On Fri, Aug 22, 2008 at 12:05 PM, Graeme Fowler <graeme@xxxxxxxxxxx> wrote:
> On Fri, 2008-08-22 at 11:56 +0200, Julius Volz wrote:
>> There's also a '__u8 reserved' field at the beginning of that struct
>> which could be used. But in general, is it reasonable to expect both
>> nodes to use the same kernel version, which gets rid of the
>> extensibility problems? It's not really an ABI that can't be broken,
> I think from an operational (ie. end user) perspective, ABI breakage is
> something to try to avoid but _not_ at all costs.
> If it's possible to extend the sync daemon protocol by reusing the
> existing code and ABI, all well and good; however if a fundamental
> change is made which breaks the old sync daemon ABI then as long as it's
> documented and we make sure that users know to have the same (or higher)
> kernel versions on their directors then everyone wins.
Yeah, and it's not an ABI, it's a very specialized protocol between
two kernels, so the rules are less clear. However, I totally agree
with you that it's not convenient from the users' point of view.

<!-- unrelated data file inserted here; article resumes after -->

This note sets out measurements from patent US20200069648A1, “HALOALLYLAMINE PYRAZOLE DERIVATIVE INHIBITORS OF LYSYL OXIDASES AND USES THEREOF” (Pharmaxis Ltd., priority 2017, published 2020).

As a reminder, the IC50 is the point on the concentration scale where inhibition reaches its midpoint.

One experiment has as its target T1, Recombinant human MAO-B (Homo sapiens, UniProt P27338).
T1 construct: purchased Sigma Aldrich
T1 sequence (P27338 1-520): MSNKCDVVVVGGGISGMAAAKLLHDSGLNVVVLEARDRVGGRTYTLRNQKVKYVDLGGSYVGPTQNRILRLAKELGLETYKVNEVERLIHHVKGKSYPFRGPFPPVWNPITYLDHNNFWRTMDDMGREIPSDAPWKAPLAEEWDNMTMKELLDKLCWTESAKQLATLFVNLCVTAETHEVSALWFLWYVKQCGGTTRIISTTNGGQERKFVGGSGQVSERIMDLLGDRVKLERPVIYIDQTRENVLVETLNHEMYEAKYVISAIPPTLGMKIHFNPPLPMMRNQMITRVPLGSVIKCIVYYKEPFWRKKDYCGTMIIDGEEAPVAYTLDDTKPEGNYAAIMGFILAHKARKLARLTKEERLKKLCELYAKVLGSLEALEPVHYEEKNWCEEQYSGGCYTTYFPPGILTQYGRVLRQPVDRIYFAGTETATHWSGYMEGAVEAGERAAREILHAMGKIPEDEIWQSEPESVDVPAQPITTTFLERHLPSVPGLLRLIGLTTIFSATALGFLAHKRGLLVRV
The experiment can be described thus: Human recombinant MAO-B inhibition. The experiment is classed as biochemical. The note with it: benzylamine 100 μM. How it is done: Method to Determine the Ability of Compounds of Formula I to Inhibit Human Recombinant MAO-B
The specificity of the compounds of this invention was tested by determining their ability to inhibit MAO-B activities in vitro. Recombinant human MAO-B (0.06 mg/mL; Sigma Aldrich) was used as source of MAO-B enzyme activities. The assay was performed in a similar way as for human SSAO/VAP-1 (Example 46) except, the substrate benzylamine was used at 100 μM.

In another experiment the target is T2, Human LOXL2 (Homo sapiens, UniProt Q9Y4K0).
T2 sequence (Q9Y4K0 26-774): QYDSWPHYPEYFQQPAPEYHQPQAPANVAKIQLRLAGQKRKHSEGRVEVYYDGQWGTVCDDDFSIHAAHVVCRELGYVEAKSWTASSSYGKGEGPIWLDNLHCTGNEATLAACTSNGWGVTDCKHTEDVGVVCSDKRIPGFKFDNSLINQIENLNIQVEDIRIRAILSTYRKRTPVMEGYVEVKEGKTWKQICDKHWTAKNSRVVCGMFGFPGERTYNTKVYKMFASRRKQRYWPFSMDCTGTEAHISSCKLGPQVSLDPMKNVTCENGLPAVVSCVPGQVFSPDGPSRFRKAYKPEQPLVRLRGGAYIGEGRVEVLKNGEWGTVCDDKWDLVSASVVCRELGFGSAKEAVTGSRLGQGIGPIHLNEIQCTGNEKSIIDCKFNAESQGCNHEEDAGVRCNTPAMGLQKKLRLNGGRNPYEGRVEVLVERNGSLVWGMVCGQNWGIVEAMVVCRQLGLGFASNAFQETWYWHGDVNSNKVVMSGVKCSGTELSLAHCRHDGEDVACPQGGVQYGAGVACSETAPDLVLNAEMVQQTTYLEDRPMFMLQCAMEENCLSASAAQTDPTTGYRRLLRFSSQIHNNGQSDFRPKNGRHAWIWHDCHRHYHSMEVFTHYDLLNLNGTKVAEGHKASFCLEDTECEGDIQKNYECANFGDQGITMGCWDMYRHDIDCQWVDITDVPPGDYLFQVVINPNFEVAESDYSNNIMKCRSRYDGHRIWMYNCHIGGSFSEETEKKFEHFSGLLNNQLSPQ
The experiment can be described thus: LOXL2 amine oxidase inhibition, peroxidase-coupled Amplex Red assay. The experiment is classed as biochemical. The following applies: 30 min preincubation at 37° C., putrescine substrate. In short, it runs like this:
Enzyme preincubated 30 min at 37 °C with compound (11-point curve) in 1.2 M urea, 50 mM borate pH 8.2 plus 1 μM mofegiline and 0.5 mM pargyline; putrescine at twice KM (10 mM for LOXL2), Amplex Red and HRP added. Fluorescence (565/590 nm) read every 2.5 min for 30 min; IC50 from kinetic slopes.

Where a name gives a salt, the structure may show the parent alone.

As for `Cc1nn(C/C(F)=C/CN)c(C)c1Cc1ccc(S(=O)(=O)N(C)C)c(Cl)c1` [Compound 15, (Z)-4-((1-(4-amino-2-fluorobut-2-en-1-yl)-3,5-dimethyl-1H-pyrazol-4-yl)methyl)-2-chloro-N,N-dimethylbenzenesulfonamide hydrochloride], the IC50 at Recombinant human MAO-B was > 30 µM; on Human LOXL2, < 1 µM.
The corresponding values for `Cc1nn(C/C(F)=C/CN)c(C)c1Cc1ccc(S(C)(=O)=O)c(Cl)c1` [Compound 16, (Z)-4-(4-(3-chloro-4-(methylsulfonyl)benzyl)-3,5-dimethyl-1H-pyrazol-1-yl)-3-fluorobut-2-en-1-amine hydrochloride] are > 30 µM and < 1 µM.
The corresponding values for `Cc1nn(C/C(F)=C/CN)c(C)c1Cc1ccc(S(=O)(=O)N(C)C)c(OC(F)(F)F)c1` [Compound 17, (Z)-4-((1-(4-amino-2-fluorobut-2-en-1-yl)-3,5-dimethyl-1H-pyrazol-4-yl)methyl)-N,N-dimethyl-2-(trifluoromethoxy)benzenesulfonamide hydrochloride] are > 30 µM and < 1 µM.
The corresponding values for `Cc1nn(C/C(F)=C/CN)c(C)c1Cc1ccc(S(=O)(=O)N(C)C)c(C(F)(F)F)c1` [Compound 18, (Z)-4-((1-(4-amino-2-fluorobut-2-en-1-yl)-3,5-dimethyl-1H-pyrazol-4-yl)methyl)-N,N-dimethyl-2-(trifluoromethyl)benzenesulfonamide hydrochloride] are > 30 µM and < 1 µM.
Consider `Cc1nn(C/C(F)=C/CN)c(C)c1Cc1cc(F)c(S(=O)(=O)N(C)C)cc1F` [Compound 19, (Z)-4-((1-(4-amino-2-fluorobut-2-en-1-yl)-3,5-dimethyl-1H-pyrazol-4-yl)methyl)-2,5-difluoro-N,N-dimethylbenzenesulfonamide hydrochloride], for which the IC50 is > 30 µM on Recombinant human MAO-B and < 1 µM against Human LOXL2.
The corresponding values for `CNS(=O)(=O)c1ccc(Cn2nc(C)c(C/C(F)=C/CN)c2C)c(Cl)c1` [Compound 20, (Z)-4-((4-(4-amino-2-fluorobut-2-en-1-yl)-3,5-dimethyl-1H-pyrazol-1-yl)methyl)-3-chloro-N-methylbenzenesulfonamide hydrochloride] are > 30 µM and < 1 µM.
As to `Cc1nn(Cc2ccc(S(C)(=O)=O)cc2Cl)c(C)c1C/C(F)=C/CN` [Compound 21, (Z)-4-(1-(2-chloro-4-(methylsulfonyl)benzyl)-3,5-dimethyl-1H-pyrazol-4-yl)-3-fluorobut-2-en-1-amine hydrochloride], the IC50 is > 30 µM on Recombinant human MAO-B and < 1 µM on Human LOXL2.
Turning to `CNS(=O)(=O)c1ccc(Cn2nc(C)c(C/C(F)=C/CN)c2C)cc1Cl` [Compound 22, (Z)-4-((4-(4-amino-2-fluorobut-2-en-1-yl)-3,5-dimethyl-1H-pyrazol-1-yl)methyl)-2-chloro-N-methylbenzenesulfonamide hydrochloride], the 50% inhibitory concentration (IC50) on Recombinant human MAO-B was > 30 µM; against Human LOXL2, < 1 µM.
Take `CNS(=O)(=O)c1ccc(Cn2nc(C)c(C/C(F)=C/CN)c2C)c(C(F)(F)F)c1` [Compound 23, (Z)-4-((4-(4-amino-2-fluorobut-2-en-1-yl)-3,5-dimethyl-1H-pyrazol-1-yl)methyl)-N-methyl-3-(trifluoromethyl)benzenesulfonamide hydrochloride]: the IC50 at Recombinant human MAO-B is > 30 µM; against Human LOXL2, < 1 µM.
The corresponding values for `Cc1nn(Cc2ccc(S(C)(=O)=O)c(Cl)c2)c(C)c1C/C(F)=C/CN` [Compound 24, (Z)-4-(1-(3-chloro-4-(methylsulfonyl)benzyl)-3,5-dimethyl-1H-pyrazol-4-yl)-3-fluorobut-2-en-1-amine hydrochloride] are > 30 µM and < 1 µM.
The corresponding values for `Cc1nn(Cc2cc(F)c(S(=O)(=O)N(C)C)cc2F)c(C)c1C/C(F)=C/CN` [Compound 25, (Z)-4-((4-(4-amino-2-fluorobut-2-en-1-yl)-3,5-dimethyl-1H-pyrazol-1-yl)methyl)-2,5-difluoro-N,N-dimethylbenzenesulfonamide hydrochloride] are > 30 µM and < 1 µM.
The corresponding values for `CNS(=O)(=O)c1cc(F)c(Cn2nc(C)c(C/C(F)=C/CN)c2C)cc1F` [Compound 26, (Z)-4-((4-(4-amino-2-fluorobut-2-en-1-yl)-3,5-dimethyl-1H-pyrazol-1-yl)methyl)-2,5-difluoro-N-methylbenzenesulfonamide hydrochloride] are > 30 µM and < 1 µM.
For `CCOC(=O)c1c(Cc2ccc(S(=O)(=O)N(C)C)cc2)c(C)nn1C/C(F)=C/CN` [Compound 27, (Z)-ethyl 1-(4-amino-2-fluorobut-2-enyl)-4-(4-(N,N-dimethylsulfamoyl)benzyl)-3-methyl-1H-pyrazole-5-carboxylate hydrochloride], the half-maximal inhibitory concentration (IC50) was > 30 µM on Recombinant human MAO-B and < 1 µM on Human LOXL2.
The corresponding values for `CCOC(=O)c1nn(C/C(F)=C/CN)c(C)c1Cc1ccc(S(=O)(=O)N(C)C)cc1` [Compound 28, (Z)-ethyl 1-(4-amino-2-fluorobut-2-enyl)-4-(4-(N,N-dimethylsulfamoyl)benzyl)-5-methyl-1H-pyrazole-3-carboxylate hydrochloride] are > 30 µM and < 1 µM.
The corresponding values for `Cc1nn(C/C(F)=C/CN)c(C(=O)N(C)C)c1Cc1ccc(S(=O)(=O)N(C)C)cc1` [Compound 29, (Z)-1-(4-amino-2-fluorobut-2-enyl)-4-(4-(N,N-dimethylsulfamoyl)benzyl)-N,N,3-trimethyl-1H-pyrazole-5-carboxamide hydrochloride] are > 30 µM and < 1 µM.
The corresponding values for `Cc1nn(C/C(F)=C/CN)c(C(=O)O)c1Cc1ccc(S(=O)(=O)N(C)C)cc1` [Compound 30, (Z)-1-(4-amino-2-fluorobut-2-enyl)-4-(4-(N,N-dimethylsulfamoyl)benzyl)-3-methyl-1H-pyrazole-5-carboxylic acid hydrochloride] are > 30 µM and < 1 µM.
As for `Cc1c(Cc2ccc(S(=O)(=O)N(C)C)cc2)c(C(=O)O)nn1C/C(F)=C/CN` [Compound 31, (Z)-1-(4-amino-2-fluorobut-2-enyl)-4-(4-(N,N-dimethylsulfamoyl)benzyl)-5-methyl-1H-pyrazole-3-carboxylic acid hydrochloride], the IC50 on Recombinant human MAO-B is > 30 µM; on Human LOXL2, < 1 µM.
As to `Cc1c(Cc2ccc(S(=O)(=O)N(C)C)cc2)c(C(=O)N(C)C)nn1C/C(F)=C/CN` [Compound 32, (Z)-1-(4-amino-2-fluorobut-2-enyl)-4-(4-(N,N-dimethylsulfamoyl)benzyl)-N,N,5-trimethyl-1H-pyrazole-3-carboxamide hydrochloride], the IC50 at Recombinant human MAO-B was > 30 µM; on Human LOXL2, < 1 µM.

>> Yes, without jumping through hoops, we have to probably break the
>> current protocol anyways for new features? Even if we designated
>> unused fields for new information, an old kernel will not look at them
>> / fill them out, which limits the possibilities...
> I guess that as and when this change is made and gets into mainline
> releases, Joe and I will have to have a mantra of "ensure your directors
> are using the same kernel version" in response to queries on
> lvs-users :)
He :) Imagine an old kernel on the backup receiving new messages and
not understanding them. How could we at least handle that situation
gracefully (without totally confusing the older kernel)? We'd need to
do it in a way that old features are still communicated in the same
way. E.g., v4-only connection syncs still use the same message format,
but once you use v6 entries, an unused flag or the 'reserved' field in
ip_vs_sync_conn is used. A v6 message would still confuse an older
kernel then, but a user would already notice that ipvsadm can't
configure the v6 services on the older kernel, so that's not too bad.
Anyways, these are just some thoughts. I'm unsure if we really need to
worry about this extension right now or if we could postpone it? At
least for me, it makes more sense to clean up the minimal set of IPv6
features first and then think about the more advanced/optional ones,
like the sync daemon.
Google Switzerland GmbH
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